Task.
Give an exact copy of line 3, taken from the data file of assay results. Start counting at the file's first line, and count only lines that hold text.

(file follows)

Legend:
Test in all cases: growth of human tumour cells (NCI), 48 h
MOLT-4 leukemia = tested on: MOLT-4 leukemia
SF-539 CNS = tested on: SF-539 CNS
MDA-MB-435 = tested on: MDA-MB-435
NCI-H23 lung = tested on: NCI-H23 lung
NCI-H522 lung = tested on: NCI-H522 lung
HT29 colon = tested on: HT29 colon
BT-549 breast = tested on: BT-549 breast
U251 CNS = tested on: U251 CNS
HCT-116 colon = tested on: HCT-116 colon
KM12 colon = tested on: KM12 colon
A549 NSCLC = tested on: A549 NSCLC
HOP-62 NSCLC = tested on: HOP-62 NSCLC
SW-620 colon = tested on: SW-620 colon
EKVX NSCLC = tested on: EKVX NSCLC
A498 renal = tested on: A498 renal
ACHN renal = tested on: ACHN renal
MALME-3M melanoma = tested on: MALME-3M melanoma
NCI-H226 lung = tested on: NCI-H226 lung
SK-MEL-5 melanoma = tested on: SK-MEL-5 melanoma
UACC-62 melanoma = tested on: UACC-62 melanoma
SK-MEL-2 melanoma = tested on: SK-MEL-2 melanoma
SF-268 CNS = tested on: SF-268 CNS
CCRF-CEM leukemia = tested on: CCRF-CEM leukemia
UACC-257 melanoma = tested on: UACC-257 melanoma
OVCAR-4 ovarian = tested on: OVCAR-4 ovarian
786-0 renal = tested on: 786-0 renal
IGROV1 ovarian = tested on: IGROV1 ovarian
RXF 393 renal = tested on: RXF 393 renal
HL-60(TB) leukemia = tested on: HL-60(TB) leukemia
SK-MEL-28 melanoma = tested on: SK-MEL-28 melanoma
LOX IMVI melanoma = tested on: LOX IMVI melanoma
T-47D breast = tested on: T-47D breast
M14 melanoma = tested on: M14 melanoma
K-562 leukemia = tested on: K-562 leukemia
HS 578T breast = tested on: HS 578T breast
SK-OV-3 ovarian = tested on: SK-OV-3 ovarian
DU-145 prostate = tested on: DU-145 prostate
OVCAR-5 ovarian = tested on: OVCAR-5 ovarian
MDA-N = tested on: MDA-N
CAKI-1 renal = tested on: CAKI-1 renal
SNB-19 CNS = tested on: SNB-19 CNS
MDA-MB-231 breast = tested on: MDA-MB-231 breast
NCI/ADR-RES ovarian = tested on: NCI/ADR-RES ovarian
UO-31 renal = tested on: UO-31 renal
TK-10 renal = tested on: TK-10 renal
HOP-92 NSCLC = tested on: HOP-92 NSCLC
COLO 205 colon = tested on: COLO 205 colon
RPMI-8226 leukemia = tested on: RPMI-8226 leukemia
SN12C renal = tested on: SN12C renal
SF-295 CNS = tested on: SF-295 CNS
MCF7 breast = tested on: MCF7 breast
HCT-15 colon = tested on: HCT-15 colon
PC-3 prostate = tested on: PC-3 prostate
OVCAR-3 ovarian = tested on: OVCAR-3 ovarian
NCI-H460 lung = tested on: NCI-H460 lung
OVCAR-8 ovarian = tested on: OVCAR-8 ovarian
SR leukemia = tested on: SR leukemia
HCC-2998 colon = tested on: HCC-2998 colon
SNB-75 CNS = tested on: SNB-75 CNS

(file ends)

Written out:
MOLT-4 leukemia = tested on: MOLT-4 leukemia